The New Headstone
Our society and our communities are changing. It wasn’t very long ago that people grew up in one community and then stayed in that community their entire lives. They worked there, they built a family there, they died there. They were frequently buried in a cemetery where their relatives from previous generations had been laid to rest. The cemetery was a central part of the village. It was a place for long-time residents could maintain a sort of residence. The living relatives of the deceased would visit the cemetery, tend the graves, plant flowers and remember the departed.
This is largely no longer the case. In our fast-paced era people are very mobile, often leaving the community they grew up in to go to college, or take a job and never returning to settle. For many of us, the very idea of community has changed. Certainly, the idea of going to a cemetery to look at headstones as a way of remembering our loved ones is fading out.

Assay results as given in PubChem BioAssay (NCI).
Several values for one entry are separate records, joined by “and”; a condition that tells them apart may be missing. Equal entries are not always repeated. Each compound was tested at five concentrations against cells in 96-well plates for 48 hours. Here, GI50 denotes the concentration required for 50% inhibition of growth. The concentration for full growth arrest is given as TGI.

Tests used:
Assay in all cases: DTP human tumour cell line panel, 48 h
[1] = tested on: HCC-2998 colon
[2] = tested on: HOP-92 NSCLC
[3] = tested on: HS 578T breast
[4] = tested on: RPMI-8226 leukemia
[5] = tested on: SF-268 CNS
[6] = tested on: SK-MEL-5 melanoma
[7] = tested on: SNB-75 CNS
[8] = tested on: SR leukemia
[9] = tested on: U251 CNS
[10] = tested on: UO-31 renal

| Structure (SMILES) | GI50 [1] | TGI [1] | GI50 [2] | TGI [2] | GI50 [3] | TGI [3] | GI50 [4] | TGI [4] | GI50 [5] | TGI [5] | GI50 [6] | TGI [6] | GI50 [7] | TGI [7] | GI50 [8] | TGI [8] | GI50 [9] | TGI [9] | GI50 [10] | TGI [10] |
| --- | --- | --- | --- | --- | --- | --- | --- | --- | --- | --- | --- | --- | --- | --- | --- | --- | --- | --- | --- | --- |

Remembering the loved and lost is important. It connects us to people that we cared for, and that cared for us. It connects us to our own mortality. If we’re not going to be a society that supports the idea of a central cemetery, what can replace the headstone as the artifact of remembrance? Something needs to fill that void. For some, geography works. I know of a family that scatters the ashes of every cremated family member on the same hill in rural Montana. That hill is their collective headstone. For others, it might be a 3D printed urn. My point is that it doesn’t really matter what the new headstone is, just that we realize that in our ever-increasing mobility we do not leave our dead behind.